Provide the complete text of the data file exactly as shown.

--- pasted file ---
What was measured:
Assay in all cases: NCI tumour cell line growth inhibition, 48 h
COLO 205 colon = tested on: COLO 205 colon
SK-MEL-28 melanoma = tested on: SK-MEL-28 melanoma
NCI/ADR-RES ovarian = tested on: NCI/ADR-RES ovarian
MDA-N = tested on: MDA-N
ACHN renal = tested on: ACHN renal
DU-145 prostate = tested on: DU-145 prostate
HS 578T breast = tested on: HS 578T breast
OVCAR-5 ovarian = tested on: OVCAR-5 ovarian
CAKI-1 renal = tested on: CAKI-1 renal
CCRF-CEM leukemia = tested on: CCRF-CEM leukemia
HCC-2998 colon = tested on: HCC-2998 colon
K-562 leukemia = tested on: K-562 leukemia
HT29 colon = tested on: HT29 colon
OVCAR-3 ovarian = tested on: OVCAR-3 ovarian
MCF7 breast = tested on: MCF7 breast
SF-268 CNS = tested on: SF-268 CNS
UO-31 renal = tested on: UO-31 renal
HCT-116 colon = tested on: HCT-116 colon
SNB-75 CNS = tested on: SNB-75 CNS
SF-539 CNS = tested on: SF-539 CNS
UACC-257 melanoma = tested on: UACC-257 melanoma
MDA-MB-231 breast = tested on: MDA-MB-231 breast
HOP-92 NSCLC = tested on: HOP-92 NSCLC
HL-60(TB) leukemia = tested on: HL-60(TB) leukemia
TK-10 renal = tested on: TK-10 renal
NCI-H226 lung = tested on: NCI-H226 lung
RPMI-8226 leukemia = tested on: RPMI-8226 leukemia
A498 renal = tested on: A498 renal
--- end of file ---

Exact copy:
What was measured:
Assay in all cases: NCI tumour cell line growth inhibition, 48 h
COLO 205 colon = tested on: COLO 205 colon
SK-MEL-28 melanoma = tested on: SK-MEL-28 melanoma
NCI/ADR-RES ovarian = tested on: NCI/ADR-RES ovarian
MDA-N = tested on: MDA-N
ACHN renal = tested on: ACHN renal
DU-145 prostate = tested on: DU-145 prostate
HS 578T breast = tested on: HS 578T breast
OVCAR-5 ovarian = tested on: OVCAR-5 ovarian
CAKI-1 renal = tested on: CAKI-1 renal
CCRF-CEM leukemia = tested on: CCRF-CEM leukemia
HCC-2998 colon = tested on: HCC-2998 colon
K-562 leukemia = tested on: K-562 leukemia
HT29 colon = tested on: HT29 colon
OVCAR-3 ovarian = tested on: OVCAR-3 ovarian
MCF7 breast = tested on: MCF7 breast
SF-268 CNS = tested on: SF-268 CNS
UO-31 renal = tested on: UO-31 renal
HCT-116 colon = tested on: HCT-116 colon
SNB-75 CNS = tested on: SNB-75 CNS
SF-539 CNS = tested on: SF-539 CNS
UACC-257 melanoma = tested on: UACC-257 melanoma
MDA-MB-231 breast = tested on: MDA-MB-231 breast
HOP-92 NSCLC = tested on: HOP-92 NSCLC
HL-60(TB) leukemia = tested on: HL-60(TB) leukemia
TK-10 renal = tested on: TK-10 renal
NCI-H226 lung = tested on: NCI-H226 lung
RPMI-8226 leukemia = tested on: RPMI-8226 leukemia
A498 renal = tested on: A498 renal